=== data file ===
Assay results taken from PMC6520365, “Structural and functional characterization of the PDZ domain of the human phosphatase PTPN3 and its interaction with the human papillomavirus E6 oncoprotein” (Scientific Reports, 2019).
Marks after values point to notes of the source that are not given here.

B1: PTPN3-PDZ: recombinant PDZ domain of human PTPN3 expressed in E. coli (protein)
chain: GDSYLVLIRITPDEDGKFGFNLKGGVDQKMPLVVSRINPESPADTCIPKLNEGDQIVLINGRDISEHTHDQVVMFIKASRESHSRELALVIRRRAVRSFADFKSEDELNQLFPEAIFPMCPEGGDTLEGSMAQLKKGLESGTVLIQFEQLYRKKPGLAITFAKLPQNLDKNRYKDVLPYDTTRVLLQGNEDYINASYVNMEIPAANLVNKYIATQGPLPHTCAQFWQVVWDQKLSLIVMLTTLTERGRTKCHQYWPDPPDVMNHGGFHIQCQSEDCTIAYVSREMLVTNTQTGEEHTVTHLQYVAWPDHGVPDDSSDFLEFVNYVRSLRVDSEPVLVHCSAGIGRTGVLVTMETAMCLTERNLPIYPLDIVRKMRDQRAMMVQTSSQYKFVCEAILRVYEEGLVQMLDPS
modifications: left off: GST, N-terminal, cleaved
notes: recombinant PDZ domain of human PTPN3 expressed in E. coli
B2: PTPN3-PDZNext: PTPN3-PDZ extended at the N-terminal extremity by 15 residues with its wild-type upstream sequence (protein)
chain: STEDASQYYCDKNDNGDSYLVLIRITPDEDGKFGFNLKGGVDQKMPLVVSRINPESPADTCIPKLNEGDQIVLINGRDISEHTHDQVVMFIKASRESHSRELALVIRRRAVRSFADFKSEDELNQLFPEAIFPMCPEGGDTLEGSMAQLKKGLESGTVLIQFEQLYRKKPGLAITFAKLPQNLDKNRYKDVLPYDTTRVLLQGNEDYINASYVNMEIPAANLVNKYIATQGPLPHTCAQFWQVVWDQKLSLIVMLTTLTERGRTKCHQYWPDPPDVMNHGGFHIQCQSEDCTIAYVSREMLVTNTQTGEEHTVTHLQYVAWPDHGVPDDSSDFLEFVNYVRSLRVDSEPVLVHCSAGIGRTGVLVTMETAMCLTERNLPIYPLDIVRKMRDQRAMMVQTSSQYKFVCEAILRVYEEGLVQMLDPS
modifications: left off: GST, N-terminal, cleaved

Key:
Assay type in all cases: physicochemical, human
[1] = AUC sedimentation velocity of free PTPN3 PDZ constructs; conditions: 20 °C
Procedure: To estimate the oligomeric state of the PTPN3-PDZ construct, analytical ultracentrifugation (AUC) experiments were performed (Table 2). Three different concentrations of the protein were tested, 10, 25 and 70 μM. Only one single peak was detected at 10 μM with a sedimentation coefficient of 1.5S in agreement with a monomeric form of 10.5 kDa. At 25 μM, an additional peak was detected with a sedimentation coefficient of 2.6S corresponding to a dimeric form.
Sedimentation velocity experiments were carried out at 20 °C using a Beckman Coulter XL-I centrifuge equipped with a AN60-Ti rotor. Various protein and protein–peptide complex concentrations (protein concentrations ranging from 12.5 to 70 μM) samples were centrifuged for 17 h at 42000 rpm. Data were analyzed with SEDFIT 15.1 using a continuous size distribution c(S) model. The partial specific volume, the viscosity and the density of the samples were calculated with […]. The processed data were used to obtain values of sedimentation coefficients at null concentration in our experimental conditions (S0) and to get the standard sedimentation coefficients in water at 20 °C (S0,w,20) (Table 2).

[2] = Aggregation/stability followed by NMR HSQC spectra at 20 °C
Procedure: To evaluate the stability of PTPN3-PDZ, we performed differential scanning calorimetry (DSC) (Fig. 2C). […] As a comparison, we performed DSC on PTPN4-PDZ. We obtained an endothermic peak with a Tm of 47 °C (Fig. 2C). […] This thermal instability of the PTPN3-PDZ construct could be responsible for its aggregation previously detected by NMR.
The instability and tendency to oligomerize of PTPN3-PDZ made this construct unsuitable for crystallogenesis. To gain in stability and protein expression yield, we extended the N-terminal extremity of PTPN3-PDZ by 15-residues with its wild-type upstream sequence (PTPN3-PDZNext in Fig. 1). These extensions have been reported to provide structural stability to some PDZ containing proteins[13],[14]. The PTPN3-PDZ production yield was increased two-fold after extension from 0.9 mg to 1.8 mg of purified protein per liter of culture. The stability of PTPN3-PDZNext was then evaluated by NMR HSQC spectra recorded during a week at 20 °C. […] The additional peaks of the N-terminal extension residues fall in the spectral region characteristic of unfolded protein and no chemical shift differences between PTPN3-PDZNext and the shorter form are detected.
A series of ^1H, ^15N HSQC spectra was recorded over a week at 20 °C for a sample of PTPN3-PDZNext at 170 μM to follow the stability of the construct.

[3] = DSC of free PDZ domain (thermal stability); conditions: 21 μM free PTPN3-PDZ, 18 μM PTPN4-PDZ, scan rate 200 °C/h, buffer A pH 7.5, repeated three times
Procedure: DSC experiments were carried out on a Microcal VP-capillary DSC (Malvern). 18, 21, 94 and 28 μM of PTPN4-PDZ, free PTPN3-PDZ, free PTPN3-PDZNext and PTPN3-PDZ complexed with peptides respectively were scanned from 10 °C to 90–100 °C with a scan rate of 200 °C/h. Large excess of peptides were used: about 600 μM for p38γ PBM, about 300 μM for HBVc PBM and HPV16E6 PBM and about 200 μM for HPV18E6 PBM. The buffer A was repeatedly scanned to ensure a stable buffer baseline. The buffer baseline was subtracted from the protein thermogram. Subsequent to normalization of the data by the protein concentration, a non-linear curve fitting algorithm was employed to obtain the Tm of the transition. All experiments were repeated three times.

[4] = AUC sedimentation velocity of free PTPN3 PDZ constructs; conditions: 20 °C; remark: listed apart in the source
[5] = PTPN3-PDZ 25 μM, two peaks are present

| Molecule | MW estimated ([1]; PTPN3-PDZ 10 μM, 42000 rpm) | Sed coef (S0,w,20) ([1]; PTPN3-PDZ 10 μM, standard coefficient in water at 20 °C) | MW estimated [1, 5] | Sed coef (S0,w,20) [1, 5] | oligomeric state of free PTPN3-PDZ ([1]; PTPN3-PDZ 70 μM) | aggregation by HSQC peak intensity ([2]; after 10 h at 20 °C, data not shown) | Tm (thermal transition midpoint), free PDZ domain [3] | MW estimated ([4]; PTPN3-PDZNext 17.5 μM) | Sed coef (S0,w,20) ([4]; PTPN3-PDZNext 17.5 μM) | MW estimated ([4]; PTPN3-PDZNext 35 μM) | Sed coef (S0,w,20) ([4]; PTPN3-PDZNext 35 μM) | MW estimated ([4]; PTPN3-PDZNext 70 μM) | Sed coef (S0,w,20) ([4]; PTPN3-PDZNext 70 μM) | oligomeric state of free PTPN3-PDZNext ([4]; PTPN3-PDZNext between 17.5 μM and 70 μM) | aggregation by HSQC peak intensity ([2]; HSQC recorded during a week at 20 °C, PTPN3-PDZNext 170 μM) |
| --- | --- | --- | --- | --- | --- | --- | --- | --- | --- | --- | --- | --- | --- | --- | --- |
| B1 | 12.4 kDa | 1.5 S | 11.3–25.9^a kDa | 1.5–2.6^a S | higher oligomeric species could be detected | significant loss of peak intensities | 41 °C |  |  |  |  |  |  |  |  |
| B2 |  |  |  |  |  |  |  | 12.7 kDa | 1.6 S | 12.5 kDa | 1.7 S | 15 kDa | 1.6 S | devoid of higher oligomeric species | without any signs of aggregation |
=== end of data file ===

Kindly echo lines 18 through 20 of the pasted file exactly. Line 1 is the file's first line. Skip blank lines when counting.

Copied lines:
A series of ^1H, ^15N HSQC spectra was recorded over a week at 20 °C for a sample of PTPN3-PDZNext at 170 μM to follow the stability of the construct.

[3] = DSC of free PDZ domain (thermal stability); conditions: 21 μM free PTPN3-PDZ, 18 μM PTPN4-PDZ, scan rate 200 °C/h, buffer A pH 7.5, repeated three times
Procedure: DSC experiments were carried out on a Microcal VP-capillary DSC (Malvern). 18, 21, 94 and 28 μM of PTPN4-PDZ, free PTPN3-PDZ, free PTPN3-PDZNext and PTPN3-PDZ complexed with peptides respectively were scanned from 10 °C to 90–100 °C with a scan rate of 200 °C/h. Large excess of peptides were used: about 600 μM for p38γ PBM, about 300 μM for HBVc PBM and HPV16E6 PBM and about 200 μM for HPV18E6 PBM. The buffer A was repeatedly scanned to ensure a stable buffer baseline. The buffer baseline was subtracted from the protein thermogram. Subsequent to normalization of the data by the protein concentration, a non-linear curve fitting algorithm was employed to obtain the Tm of the transition. All experiments were repeated three times.